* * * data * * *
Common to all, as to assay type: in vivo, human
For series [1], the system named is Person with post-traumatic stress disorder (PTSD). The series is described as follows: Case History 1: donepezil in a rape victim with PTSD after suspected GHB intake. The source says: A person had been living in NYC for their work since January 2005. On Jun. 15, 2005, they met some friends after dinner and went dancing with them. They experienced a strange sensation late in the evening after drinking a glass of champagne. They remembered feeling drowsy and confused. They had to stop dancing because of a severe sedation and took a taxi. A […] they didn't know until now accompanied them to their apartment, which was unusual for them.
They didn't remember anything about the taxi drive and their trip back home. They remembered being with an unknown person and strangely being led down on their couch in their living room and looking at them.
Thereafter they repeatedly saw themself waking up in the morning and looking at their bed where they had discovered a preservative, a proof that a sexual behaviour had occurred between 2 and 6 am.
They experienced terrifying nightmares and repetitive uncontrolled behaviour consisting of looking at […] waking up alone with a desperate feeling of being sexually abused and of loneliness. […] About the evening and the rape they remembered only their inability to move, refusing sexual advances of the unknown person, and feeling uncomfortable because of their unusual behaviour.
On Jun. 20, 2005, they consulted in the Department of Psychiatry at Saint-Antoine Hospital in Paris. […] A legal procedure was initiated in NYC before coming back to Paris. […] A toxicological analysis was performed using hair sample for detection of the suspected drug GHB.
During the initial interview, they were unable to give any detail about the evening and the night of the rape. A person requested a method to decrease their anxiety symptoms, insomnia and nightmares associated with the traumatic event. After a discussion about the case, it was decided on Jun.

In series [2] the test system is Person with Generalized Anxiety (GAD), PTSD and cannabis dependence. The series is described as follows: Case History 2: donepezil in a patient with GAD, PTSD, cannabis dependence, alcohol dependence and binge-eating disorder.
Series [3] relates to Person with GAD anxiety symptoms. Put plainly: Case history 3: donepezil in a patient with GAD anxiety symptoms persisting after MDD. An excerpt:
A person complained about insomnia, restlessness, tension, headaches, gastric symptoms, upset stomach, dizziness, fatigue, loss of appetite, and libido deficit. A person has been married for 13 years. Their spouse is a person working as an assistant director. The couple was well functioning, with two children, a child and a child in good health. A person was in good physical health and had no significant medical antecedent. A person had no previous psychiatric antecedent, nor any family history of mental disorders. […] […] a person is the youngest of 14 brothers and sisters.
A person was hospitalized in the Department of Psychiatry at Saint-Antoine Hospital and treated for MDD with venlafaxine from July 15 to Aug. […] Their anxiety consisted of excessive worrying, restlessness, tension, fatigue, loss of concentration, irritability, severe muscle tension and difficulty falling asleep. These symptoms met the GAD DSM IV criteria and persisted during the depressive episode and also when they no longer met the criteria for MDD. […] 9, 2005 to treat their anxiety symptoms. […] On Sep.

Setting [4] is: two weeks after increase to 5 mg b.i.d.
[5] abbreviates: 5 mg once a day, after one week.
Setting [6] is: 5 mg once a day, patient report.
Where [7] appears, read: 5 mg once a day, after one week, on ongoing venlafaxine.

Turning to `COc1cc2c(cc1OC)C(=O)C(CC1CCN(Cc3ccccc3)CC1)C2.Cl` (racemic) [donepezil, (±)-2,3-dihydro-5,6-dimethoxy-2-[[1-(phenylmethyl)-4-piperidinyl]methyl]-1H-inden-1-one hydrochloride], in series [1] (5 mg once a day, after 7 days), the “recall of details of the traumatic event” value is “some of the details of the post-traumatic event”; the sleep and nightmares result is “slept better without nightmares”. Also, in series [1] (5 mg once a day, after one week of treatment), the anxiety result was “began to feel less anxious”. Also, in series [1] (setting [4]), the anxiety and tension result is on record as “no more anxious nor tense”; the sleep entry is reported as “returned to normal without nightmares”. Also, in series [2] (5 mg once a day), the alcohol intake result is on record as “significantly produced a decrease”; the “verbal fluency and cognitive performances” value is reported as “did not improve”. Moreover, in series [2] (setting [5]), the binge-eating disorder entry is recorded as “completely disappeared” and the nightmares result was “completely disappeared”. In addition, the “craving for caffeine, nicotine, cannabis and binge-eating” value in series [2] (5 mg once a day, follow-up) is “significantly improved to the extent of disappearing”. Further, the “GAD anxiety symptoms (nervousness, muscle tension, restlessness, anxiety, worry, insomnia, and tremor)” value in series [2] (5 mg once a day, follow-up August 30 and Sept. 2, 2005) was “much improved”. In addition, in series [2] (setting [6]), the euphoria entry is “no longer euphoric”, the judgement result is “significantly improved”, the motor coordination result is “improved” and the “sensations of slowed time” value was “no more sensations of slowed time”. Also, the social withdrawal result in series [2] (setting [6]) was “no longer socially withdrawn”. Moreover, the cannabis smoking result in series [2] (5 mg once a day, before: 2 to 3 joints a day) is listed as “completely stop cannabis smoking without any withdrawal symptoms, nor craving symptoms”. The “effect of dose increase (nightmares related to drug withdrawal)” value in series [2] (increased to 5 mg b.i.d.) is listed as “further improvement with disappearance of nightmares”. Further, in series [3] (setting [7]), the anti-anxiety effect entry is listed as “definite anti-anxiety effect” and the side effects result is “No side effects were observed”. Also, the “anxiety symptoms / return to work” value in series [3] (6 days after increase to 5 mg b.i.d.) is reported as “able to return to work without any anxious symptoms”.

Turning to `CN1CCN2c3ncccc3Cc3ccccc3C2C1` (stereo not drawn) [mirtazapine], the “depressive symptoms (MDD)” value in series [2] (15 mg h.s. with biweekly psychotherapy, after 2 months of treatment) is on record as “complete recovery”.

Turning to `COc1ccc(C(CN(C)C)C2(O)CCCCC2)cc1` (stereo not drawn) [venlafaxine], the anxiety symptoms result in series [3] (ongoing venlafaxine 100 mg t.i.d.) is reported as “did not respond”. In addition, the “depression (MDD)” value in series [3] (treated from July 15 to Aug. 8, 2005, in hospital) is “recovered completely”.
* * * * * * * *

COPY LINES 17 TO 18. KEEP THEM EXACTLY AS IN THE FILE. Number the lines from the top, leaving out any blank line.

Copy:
Turning to `CN1CCN2c3ncccc3Cc3ccccc3C2C1` (stereo not drawn) [mirtazapine], the “depressive symptoms (MDD)” value in series [2] (15 mg h.s. with biweekly psychotherapy, after 2 months of treatment) is on record as “complete recovery”.

Turning to `COc1ccc(C(CN(C)C)C2(O)CCCCC2)cc1` (stereo not drawn) [venlafaxine], the anxiety symptoms result in series [3] (ongoing venlafaxine 100 mg t.i.d.) is reported as “did not respond”. In addition, the “depression (MDD)” value in series [3] (treated from July 15 to Aug. 8, 2005, in hospital) is “recovered completely”.